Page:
Wednesday, March 3, 2010 | Categories: Episodes
Pt 1: Previously on Parliament - Okay, the next few days on Parliament Hill might not have quite the adrenaline rush of 24. But a lot of the ingredients are there -- government secrets, alleged torture, high stakes conflict, a looming showdown.
It's Wednesday March 3rd.
The Governor General is set to deliver a throne speech. And The government is hinting that it will be a long one. Clocking in at over an hour and 15 minutes.
Currently, it will apparently be delivered in a language that has over 1000 words for No.
This is the Current.
Previously on Parliament - Derek Lee
Okay, the next few days on Parliament Hill might not have quite the adrenaline rush of 24. But a lot of the ingredients are there -- government secrets, alleged torture, high stakes conflict, a looming showdown.
One of the first things Parliament will have to address as it reopens for business is a Parliamentary order passed last December ... one that remains in effect despite the prorogation. It calls for the release of all documents relating to the transfer of detainees by Canadian soldiers to Afghan officials.
In theory, a parliamentary order like this carries a lot of weight. But so far, the government has largely ignored it. And now the opposition has to decide how far it wants to go to force the government's hand.
Derek Lee will be one of the people making that calculation. He's a Liberal MP who is something of an expert in matters of parliamentary privilege. In fact, he's written a book that's going to come in handy over the next few days. It's called Power of Parliamentary Houses to Send for Persons, Papers and Records: A Sourcebook on the Law and Precedent of Parliamentary Subpoena Powers for Canadian and Other Houses. Derek Lee was in Ottawa.
Previously on Parliament - Panel
So if they wanted to, opposition MPs could choose to push the government hard when it comes to getting the Afghan detainee documents released. But it's not clear that they have the appetite to do that.
Ujjal Dosanjh and Paul Dewar have both been closely involved in the opposition's efforts to get access to the redacted documents. Ujjal Dosanjh is a Liberal MP. Paul Dewar is an NDP MP. They are both members of the Special Committee on Afghanistan. And they were both in Ottawa.
The Current requested an interview with Attorney General Rob Nicholson. He was not available for an interview. His office did, however, reiterate the government's position that officials have and will continue to provide all legally available information.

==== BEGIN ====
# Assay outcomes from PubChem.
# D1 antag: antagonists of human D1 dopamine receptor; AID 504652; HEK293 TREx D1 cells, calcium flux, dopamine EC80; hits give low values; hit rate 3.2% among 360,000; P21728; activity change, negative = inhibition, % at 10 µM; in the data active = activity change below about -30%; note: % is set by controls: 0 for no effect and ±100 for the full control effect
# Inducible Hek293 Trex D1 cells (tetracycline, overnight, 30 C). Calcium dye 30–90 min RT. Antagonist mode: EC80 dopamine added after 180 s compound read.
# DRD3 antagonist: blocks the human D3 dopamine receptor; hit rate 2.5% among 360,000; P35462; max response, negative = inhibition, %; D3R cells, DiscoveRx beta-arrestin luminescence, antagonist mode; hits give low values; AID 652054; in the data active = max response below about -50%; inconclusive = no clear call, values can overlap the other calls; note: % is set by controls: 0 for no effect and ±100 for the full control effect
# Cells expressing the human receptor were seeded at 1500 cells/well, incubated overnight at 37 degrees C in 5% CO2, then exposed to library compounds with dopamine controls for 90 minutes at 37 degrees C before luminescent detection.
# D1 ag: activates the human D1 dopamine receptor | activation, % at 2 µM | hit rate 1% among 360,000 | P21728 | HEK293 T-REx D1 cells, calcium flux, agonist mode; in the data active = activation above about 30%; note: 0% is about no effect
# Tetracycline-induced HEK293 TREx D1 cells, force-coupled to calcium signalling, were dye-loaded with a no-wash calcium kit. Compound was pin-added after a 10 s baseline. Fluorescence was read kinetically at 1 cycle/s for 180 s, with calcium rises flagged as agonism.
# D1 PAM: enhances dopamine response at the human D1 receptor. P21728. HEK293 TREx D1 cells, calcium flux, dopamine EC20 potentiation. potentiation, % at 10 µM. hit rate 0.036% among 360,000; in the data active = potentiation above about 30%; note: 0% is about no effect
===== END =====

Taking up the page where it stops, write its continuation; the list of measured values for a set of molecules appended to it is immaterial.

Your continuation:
Previously on Parliament - Narrative Panel
We started this segment with a clip of Governor General Michaelle Jean reading from last year's Speech from The Throne. She's seated -- elevated above the rest of the room on a throne. She is holding a giant, hard-bound, book-shaped folio on her lap. And she's surrounded by hundreds of hushed, attentive ears, all curious to hear where the story is going.
There's a real art to political story-telling. And most people who have operated in that world will tell you creating a compelling and sympathetic narrative is a crucial element of successful politics.
So as we anticipate this afternoon's Speech From The Throne as well as tomorrow's Federal Budget, we wanted to look at what kinds of narratives our political leaders are working on for the next session of Parliament and how they connect with what happened in the last session.
For their thoughts on those plotlines, as well as the kinds of stories our political leaders will be trying to tell us, we were joined by three people. Leslie Noble is a political consultant in Toronto. She is best known for her work as former Ontario premier Mike Harris's campaign manager and one of the architects of his "Common Sense Revolution". Paul Wells is a Senior Columnist with Maclean's Magazine. He was in Ottawa. And Ken Alexander is a writer and the former Editor and Publisher of The Walrus Magazine. He was also in Toronto.
Hepatitis C Desperation - Levesque
As you've been hearing on the news, some patients with Hepatitis C in B.C. are having a hard time getting government funded treatment. So they are taking their health into their own hands, to try to make their conditions worse.
Hepatitis C attacks the liver and causes it to release an enzyme called ALT. Hep C patients have their ALT levels monitored regularly. The higher the level, the more serious the condition. In British Columbia and Ontario, Hep C patients are only eligible for government-funded medication if their ALT levels reach a certain threshold. Richard Levesque has Hepatitis C and he was in Vancouver.
Hep C Desperation - Reporter
CBC reporter, Kathy Tomlinson has been investigating this story and she was in Vancouver. You can see her full report on Go Public tonight on The National on CBC Television. We invited Kevin Falcon -- B.C.'s Health Minister -- to speak to us this morning. He declined. We also contacted the Ontario government but it could not provide a response.
Hep C Desperation- Farley
John Farley has spent a lot of time treating Hepatitis C patients and studying the disease. He's a specialist in internal medicine and a recognized expert on Hep C. He was in Vancouver.
Last Word - Reunited
We wanted to give the last word this morning to novelist William Deverell. He wrote a political thriller based in Ottawa called Snow Job. In light of our earlier conversation about political narratives -- we asked him how he'd approach writing another novel based on what's happening in Ottawa now.